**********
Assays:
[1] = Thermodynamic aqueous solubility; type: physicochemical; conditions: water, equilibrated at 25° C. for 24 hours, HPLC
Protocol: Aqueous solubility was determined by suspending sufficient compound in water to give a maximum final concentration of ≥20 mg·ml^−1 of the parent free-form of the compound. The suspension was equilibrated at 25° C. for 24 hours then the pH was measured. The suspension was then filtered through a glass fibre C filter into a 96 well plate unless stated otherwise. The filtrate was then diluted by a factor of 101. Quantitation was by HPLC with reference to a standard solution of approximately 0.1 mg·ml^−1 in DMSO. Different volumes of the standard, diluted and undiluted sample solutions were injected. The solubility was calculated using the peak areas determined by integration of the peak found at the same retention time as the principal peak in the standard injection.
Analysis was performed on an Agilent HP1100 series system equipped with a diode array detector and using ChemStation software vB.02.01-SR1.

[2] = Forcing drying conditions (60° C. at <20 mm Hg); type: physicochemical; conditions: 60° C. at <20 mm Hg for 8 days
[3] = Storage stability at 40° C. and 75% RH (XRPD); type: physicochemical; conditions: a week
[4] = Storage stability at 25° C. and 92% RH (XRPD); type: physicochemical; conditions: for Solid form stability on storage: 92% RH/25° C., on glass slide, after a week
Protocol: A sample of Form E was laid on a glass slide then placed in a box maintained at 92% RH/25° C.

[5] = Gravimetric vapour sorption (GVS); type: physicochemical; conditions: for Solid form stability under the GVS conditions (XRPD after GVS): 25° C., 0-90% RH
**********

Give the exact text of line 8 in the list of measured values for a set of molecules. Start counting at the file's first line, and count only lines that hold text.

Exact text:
Protocol: A sample of Form E was laid on a glass slide then placed in a box maintained at 92% RH/25° C.